Dr. Michael Rubin is a resident scholar at the American Enterprise Institute and senior lecturer at the Naval Postgraduate School. He posted an article at CNN on Friday entitled, “Why Land For Peace Is Dead.”
The article reminds us that September 18, 1978, Egyptian President Anwar Sadat and Israeli Prime Minister Menachem Begin signed the so-called Camp David Accords.This agreement set up the idea that Israel could trade land and receive peace in exchange. In 1979, a peace treaty was signed between Israel and Egypt. The Muslim Brotherhood assassinated Anwar Sadat for signing that treaty. Despite the loss of Anwar Sadat, the idea that the Sinal Peninsula had been successfully traded to bring peace brought hope.
Dr. Rubin reminds us:
It was this example that Bill Clinton sought to capitalize upon in the 1993 Oslo Accords. The Palestine Liberation Organization (PLO) agreed to recognize Israel and work toward peace in exchange for land in historical Palestine. I was in Bahrain in 1994 when PLO chairman Yasser Arafat entered the Gaza Strip to establish the Palestinian Authority. Enthusiasm was palpable across the region. Within weeks, Jordan had signed its own peace accord with Israel, and Persian Gulf emirates, Tunisia, and Morocco looked like they might follow suit.
The concept of land for peace was also the reason Israel withdrew from Lebanon in 2000.
Dr. Rubin further reminds us:
The logic of land for peace became the basis for Israel’s unilateral withdrawal from southern Lebanon in May 2000. The formula of trading land for peace had already begun to unravel. Israel expected if not peace, then quiet. They had removed the last remaining dispute between Israel and Lebanon. Alas, Israel’s withdrawal foreshadowed greater conflict. Even though the United Nations certified Israel’s withdrawal as complete, Hezbollah laid claim not only to the Shebaa Farms – an Israeli occupied area which historically is part of Syria – but also seven villages in the Galilee, a region well within Israel’s recognized borders.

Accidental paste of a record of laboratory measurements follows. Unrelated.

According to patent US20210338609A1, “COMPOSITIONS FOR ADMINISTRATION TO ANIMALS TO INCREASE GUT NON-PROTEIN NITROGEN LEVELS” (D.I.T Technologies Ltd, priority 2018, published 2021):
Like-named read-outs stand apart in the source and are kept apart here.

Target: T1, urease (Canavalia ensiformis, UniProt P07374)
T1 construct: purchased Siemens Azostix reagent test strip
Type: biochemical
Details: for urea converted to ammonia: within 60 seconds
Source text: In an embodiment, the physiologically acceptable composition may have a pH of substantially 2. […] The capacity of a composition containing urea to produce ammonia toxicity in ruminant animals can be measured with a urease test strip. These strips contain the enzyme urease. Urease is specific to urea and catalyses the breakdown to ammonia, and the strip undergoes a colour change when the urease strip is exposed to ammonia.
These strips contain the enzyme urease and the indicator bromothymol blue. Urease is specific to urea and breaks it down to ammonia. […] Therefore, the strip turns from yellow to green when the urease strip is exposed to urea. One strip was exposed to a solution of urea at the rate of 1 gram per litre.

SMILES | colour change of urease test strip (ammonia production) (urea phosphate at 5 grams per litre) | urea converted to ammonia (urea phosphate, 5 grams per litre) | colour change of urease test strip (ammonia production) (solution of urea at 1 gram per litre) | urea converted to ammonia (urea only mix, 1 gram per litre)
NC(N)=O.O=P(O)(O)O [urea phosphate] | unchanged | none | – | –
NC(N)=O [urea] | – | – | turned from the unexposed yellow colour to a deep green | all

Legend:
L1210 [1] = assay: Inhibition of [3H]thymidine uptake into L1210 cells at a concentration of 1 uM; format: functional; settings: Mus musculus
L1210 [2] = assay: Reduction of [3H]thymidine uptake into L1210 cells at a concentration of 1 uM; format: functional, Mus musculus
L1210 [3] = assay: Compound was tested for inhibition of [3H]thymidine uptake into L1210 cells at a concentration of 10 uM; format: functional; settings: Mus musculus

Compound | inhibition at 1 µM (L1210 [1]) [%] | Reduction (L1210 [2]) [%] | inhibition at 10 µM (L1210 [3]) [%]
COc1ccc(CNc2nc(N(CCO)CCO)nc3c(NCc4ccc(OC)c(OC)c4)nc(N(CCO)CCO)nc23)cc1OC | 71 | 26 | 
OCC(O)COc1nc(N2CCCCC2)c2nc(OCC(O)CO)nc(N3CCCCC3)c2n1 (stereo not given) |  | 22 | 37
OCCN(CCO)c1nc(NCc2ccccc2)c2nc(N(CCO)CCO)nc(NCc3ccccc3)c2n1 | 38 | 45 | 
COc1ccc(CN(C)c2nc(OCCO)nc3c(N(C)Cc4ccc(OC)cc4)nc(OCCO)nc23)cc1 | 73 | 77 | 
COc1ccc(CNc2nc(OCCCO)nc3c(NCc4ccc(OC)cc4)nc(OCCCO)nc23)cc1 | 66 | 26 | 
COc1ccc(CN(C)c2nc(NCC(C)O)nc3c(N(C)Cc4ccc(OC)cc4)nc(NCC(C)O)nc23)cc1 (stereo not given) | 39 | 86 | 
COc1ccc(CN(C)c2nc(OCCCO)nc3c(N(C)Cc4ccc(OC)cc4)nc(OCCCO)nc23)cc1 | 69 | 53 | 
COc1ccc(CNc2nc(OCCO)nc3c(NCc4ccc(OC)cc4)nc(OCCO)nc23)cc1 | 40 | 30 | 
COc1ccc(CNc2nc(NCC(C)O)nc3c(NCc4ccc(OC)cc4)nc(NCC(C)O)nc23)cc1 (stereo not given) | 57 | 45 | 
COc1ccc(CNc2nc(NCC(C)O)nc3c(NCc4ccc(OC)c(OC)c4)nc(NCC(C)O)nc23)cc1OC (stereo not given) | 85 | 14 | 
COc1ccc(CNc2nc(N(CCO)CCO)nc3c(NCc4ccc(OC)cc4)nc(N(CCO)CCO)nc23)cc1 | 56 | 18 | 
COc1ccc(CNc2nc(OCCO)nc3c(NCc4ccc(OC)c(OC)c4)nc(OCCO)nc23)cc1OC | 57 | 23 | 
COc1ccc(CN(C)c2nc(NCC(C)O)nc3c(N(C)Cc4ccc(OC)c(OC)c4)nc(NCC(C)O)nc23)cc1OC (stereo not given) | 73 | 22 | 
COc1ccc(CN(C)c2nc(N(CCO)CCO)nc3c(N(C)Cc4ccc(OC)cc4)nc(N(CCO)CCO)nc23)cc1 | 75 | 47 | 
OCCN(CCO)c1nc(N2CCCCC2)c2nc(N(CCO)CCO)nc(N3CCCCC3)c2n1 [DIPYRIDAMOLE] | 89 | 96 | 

It sounds as if the concept of land for peace was being exploited early on. From there, things go downhill quickly.
The article reports:
Peace between Israel and the Palestinian Authority was also rapidly deteriorating. Certainly, when it comes to the Arab-Israel conflict, there are always mutual recriminations. What is clear, however, is that Arafat had voided his pledge to resolve future conflict with Israel at the negotiating table. Many commentators mark the beginning of the “Second Intifada” as Likud leader Ariel Sharon’s September 28, 2000 visit to the Temple Mount/Haram al-Sharif. But this is dishonest. On August 24, 2000, several weeks before Sharon’s visit, Palestinian Justice Minister Freih Abu Middein threatened, “Violence is near, and the Palestinian people are willing to sacrifice even 5,000 casualties.” Communications Minister Imad al-Faluji reportedly admitted to Palestinian radio that “Arafat ordered preparations for the current intifada immediately after the Camp David summit, as part of the negotiating process with Israel.” The Oslo Process and the land-for-peace formula that underlay it had begun to breakdown.
There are two very telling quotes in the conclusion of the article:
Most Israelis view their experience of land-for-peace in the same fashion that Native Americans consider their experience with the concept.
...Hamas’ decision to turn Gaza into a forward missile base rather than the engine for an independent Palestine condemns 35 years of peacemaking to history’s garbage bin and sets the stage for a conflict far more disruptive than anyone in the region has seen in a half century.
Israel has been seeking peace since 1948. They are not the problem. Until Hamas seeks peace and acknowledges Israel’s right to exist, there will be no peace.